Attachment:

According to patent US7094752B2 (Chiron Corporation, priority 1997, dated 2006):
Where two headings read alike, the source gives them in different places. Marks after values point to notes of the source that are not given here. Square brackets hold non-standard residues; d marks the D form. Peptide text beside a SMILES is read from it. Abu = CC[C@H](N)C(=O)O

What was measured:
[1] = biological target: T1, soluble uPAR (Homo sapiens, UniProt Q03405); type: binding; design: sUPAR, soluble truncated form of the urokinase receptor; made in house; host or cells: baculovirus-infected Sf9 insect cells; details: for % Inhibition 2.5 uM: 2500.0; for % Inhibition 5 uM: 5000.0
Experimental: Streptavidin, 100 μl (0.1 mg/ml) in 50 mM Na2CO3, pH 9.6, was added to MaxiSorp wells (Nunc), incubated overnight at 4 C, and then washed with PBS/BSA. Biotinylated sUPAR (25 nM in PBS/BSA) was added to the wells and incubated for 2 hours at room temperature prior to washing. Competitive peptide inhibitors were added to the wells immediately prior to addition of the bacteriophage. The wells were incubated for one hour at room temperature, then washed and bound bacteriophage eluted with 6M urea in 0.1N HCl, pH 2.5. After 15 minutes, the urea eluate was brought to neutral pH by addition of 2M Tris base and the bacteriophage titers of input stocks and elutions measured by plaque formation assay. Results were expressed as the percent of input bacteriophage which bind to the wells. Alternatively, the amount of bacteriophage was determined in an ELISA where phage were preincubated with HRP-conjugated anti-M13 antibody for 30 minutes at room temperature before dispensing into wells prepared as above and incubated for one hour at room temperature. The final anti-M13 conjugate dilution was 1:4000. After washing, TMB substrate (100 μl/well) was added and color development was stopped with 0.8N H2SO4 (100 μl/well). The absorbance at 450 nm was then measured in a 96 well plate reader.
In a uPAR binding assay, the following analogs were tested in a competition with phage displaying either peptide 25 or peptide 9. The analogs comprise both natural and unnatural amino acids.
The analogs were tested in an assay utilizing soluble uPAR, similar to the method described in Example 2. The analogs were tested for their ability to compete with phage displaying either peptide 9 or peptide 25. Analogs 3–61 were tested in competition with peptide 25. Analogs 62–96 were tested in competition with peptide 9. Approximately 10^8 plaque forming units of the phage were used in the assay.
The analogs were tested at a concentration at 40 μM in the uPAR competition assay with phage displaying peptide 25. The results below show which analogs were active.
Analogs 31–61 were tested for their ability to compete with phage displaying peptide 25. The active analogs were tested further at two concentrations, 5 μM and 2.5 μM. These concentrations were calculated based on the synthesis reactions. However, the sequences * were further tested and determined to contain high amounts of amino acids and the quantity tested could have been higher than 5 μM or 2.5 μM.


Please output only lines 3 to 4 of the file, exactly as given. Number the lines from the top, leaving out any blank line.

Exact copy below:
What was measured:
[1] = biological target: T1, soluble uPAR (Homo sapiens, UniProt Q03405); type: binding; design: sUPAR, soluble truncated form of the urokinase receptor; made in house; host or cells: baculovirus-infected Sf9 insect cells; details: for % Inhibition 2.5 uM: 2500.0; for % Inhibition 5 uM: 5000.0